This coming Monday, Jan. 18, Colorado will celebrate the holiday marking the birthday of Martin Luther King Jr. The measure was successfully carried in the Legislature in 1984 by Rep. Wilma Webb, D, and Sen. Regis Groff, D, both of Denver. That ended 10 years of often bitter debate on the issue.
King’s birthday is actually Jan. 15, but Colorado’s sponsors agreed to use the federally passed holiday date of the third Monday in January. The federal holiday passed Congress and the U.S. Senate in 1983.
Webb’s draft of the bill, House Bill 1201, removed any state expense, according to a Denver Post article written by Cindy Parmenter. Webb combined the holiday celebrating the birthdays of George Washington and Abraham Lincoln. That avoided an extra holiday for state employees.
Rep. Bill Artist, R-Greeley, wrote Parmenter, amended the bill before it left the House providing “the holiday be submitted to state voters in November 1984.” Webb argued against the amendment but voted to keep the bill alive, and it passed the House 33 to 32. Senate Republicans realized a referendum “would bring large numbers of black Democrats to the polls and jeopardize the election bids of Republican candidates both locally and statewide.”
GOP senators removed the referendum from the bill and returned the measure to the House by a vote of 23 to 5. Now Webb had to consider opposition to her bill by Speaker Bev Bledsoe, R-Hugo, and how to answer the coming discussion on the House floor regarding the referendum.
There were three possible motions: (1) vote to adhere to the House position, (2) send the bill to conference committee, and (3) accept the Senate version (no referendum) and repass the bill. Rep. Webb asked for my thoughts on how to force a vote on accepting the Senate version.
I told her to move to adhere to the House (referendum) position. (That motion was met with cries of “no!”) Then make a substitute motion to have a conference committee. Then move the final substitute motion accepting the Senate version. That would force a vote on the substance. The vote for the Senate version was 38 to 26. All 26 “no” votes were cast by Republicans. Fifteen Republicans joined 23
Democrats voting for the Senate version in repassing the bill.
For the few who studied the House rules, the strategy was called “hogging the mic” but it had never before (or since) been used by one legislator making the motions in the order that forces a vote on the one motion desired by the sponsor.
If the strategy had not been used it would have been extremely easy for the vote on a conference committee to take precedence, and a “yes” vote could have been justified by lukewarm supporters as a vote to “save the bill from defeat.”
The language in the House Journal does not show all three motions being made, just the conference and the Senate version. Afterward, Speaker Bledsoe had the rules changed so that no single legislator would be able to offer all three motions.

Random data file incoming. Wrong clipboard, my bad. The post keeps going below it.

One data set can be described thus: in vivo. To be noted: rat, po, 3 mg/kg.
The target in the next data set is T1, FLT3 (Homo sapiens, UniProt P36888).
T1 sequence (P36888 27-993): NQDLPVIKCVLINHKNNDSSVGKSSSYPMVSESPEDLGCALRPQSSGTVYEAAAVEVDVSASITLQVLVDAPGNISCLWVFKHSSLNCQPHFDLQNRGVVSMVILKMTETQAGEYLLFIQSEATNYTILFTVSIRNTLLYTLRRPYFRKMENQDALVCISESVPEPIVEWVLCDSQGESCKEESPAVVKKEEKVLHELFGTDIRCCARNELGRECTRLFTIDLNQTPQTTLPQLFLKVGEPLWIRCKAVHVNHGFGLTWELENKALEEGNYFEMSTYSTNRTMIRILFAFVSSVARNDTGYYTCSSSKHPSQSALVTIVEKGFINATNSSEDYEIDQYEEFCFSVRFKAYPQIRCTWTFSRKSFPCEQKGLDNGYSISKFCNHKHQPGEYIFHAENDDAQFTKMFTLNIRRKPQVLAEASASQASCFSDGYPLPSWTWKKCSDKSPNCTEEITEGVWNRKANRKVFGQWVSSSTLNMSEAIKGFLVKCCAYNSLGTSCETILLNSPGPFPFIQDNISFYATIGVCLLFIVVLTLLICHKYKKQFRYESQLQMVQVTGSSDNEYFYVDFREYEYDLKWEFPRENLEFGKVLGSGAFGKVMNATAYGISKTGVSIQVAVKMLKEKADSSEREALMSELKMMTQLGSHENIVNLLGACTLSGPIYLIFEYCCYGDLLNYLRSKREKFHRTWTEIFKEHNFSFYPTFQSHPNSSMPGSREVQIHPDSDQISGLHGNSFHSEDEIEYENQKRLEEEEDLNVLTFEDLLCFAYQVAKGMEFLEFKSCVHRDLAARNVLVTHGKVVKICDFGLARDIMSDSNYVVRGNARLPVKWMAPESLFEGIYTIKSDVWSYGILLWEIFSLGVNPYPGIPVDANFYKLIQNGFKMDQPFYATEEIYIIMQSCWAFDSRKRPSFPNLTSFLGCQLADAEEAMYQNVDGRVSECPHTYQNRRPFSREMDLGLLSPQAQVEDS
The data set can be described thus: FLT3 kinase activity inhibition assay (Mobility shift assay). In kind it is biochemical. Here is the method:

I saw Rep. Webb at an event recently. She took out her wallet and showed me the paper on which I had written the motions and the order of moving each one, forcing a vote on the Senate version.
In 1987 the state Legislature was in session during the King parade. All three black members of the House — Webb, Gloria Tanner, D-Denver, and Sam Williams, D-Breckenridge — were excused in order to be in the parade. Rep. Tanner asked me to provide the remarks at the mic on the eulogy for Dr. King before the House.
The night before the address, I still was not certain what I was going to say. I awoke in the middle of the night, and it suddenly came to me. I got up and wrote down my comments and, without any changes, delivered these words to the House the next morning:
“Today is a state holiday honoring Martin Luther King Jr. As on most holidays, the Legislature is in session, and, traditionally, we spend a few moments in contemplation.”
“I don’t want to review the chronology of Martin Luther King’s life. Most of us know it. I would rather consider the choice that he made.”
“He had found his profession as a minister. He had a lovely wife. His future was secure. All he had to do was play it safe. But he didn’t.”
“Instead he chose to take on a task that appeared so hopeless and against such overwhelming odds. Some might call it divine inspiration. I prefer to think it was his psyche … that part that makes each of us unique.”
“Did he have fear? Of course he did. He was not a stupid man. The last recorded lynching in the United States had occurred in 1952. But to be a black man who could be placed in a jail in Alabama or Georgia or Mississippi in those years was to be a man in danger of dying.”
“So he made a choice — to give up his security, to place himself in danger — because he could not do otherwise. He overcame his fears, and, in the process, he helped others overcome their fears.”
“He was not the first to do so, nor will he be the last.”
“During the Korean War, many of our American boys were captured by the Chinese. Most stayed loyal to their country, to their ideals, despite their fears, their lack of adequate food and clothing. A few chose to collaborate, to accept a few benefits in return for selling out their fellow Americans.”
“Security vs. danger. There is a choice.”
“What is the message I got from the life and death of Martin Luther King Jr.?”
“We only come this way once. And there has to be some driving force that impels us on, other than the accumulation of personal wealth or personal comforts.”
“We have to be true to ourselves, loyal to our ideals, understand why we have been given life, ready to accept our fears and strong enough to overcome them.”
“If we can do this, we can honor the Martin Luther King Jr. that exists in each of us.”
Jerry Kopel served 22 years in the Colorado House.